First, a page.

3. The rise and fall of major Swiss brands
While some brands are steadily gaining in value, others are losing value or disappearing dramatically. The most famous and painful loss was certainly Swissair. Its brand value was estimated at around half a billion francs at the end of the 1990s. During the year 2001, it dropped to zero. The brand Swissair was completely destroyed within a few months.
Nestlé’s Nescafé, Nespresso, Nesquik, Nestea, Cailler, Maggi and Thomy brands, as well as the Swatch Group with the Omega, Blancpain, Tissot, Longines, Breguet, Rado and Swatch brands, are Nestlé’s most important powerhouses. These two companies have invested a great deal of time and money in building their brands. Accordingly, the value is high not only of the two companies, but also of their brands.
Brands give orientation
This has also been discovered by resourceful brand strategists who want to breathe new life into the big name of Swiss economic history – with varying degrees of success. The revival of Swiss brands has been in vogue for several years (Source: Balance sheet from 27.08.2010 „Swiss brands: Back from nowhere“, 5th paragraph). On the one hand, this has to do with the opening up of the market and, on the other hand, as a countermovement, with a return to traditional values. Other reasons for this return to brands with a long history lie in today’s brand overflow. The financial crisis has also given rise to a period of uncertainty in which consumers are looking for guidance. Brands that have been around for a long time serve as a welcome anchor. Reviving an old brand also makes sense economically: it costs significantly less, to rebuild it as introducing and promoting a new brand. Finally, one can fall back on an already existing positive image.
My Switzerland – my brand
In addition to the swimwear manufacturer Lahco, other big names that have gone under have recently been revitalized: Banago, Nabholz, Vivi Kola or Wisa-Gloria. But also those who had been close to sinking like Bally, Kandahar, Künzli or Zimmerli. In particular, the watch industry has witnessed an unprecedented wave of revitalized brands, including traditional names such as Blancpain, Breguet and Moser brands, some of which had disappeared for decades. They all build on a great story that has strongly promoted the resurrection with good marketing.
Nostalgia alone is not enough
Why do some brands succeed in a successful revival and how does the revival work? Brand expert Urs Krucker of Y & R Group Switzerland: „A big story alone is not enough. The customer must be offered a clear added value, because pure nostalgia is not enough for the survival of a revitalized brand. The recognition effect alone is not sustainable enough in the competition. „Urs Krucker explains this fact by the difference between the VW Beetle and the Mini Cooper:“ The relaunch of the Mini was based on a brand concept right from the start, with Beetle it was pure nostalgia, one too thin Basis for success. „The new edition of the VW beetle never reached the sales figures of the Mini Cooper.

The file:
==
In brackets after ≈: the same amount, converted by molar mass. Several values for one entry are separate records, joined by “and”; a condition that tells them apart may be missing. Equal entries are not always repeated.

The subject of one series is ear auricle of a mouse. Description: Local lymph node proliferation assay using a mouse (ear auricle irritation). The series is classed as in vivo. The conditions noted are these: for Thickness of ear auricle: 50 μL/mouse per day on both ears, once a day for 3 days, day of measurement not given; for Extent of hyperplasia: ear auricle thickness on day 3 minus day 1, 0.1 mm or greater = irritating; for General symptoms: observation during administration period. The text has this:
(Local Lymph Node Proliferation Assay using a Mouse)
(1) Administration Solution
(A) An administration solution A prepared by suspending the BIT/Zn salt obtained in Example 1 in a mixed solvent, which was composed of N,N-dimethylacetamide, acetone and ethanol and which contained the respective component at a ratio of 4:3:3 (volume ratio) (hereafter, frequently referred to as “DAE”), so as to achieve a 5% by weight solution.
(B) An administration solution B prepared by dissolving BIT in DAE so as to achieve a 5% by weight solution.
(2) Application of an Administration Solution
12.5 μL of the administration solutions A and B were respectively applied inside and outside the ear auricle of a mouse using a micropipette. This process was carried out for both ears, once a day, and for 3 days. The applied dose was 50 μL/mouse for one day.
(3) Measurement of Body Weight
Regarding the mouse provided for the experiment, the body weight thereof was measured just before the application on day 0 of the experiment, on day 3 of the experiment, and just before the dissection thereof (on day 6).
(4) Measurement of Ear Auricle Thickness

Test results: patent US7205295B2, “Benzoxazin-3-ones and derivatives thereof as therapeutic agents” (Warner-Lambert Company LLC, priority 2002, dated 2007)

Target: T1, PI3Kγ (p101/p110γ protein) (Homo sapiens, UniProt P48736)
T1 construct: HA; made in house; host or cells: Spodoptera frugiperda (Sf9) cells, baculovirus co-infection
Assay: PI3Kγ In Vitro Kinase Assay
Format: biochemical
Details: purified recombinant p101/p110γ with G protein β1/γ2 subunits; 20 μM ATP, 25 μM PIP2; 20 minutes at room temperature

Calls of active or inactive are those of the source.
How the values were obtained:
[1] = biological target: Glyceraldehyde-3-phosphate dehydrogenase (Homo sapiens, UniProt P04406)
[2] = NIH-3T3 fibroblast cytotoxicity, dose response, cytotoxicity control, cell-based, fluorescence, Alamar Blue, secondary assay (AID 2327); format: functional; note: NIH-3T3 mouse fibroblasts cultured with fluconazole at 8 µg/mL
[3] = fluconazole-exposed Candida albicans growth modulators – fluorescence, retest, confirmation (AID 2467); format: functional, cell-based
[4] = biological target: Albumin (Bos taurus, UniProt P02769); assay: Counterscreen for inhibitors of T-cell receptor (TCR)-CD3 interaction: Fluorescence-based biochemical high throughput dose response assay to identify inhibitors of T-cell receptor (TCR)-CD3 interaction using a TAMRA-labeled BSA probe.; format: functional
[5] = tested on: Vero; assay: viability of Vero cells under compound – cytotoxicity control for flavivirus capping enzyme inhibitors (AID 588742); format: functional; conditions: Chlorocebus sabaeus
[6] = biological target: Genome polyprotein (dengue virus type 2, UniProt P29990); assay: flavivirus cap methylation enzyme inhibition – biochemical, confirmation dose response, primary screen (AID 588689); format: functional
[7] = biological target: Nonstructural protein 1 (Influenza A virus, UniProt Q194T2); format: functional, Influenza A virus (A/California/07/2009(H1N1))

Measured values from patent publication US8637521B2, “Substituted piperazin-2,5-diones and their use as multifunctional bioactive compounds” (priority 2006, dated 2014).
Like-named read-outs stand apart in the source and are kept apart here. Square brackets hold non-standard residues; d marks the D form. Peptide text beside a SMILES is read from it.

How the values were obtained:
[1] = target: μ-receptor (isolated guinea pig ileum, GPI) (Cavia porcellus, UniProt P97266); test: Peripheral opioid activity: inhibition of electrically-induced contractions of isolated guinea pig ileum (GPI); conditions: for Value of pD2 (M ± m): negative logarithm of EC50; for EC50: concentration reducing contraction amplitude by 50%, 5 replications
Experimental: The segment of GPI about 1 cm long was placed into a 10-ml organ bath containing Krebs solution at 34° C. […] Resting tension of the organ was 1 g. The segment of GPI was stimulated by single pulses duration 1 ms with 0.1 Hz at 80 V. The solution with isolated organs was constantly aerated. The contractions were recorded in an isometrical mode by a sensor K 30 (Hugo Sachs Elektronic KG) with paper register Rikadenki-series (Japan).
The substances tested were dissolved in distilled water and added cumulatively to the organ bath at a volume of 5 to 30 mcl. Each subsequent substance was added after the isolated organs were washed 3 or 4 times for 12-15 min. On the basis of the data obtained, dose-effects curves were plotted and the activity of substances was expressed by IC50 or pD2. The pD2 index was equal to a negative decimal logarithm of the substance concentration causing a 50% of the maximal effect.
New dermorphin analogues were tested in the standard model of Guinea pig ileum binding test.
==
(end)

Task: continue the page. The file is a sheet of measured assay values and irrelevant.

Successful brand revival: Swiss brand Zimmerli
The Aarburg linen producer Zimmerli was in the early 1990s just before the collapse. The traditional brand had gone through ups and downs, it lacked in clear contours and on the future strategy was disagreement. Lack of management skills aggravated the misery in addition. The cousins of the successors Hans and Walter Borner rescued Zimmerli from destruction. In 1998 they resumed the production of women’s underwear abandoned decades ago and missed the company a new strategy based on three pillars:
• great history since 1871
• production in Switzerland with excellent quality standards
• expansion strategy consistently focused on the luxury sector
The success was not far behind and was additionally fueled by Hollywood. Halle Berry wore Zimmerli lingerie in „Gothika“ and Hugh Jackman fought in the movie „Wolverine“ in the legendary Richelieu camisole. Also in „Rocky“ and „Matrix“ as well as in many other films played the double rib TankTops from Aarburg a prominent role. Zimmerli, a solid company, is modestly Swiss and does not rely on stars or starlets. The company could not afford that. „We advertise with the quality of our products, not with figureheads,“ says Zimmerli. By the way, these are not necessary at all. The stars obviously do not want anything other than Zimmerli. The best example is David Beckham. He received in 2008 from Armani 28 million euros for that he explicitly carries under Armani. But that did not stop the style-conscious kicker from showing off his muckis in his 2009 Zimmerli camisole. The Aarburg have allegedly paid no cent. Every day, around 50 women sew around 1300 pieces of laundry in Coldrerio in Ticino. Each piece is handcrafted in an average of 18 steps. Seat of the administration is still in Aarburg.
Daring brand revival: Swiss brand Nabholz
Nabholz is the oldest sports brand in the world. In 1821 the knitting mill was founded in the canton of Solothurn. The makers of the Nabholz logo, a double lily, borrowed the coat of arms of Schönenwerd in the 1950s. The sport dress was present in virtually all gymnastic clubs and sports clubs in Switzerland. All wore Nabholz: athletes, children, housewives. The football Nati sang at the 1962 World Cup in Nabholz Dress the Swiss Psalm. And at the 1968 Olympics, eleven nations lined up in coaches with the lily logo. Brand ambassador of Nabholz was the gymnast Jack Günthard, who offered the hungry for movement nation in his TV show „Fit with Jack“ for early gymnastics.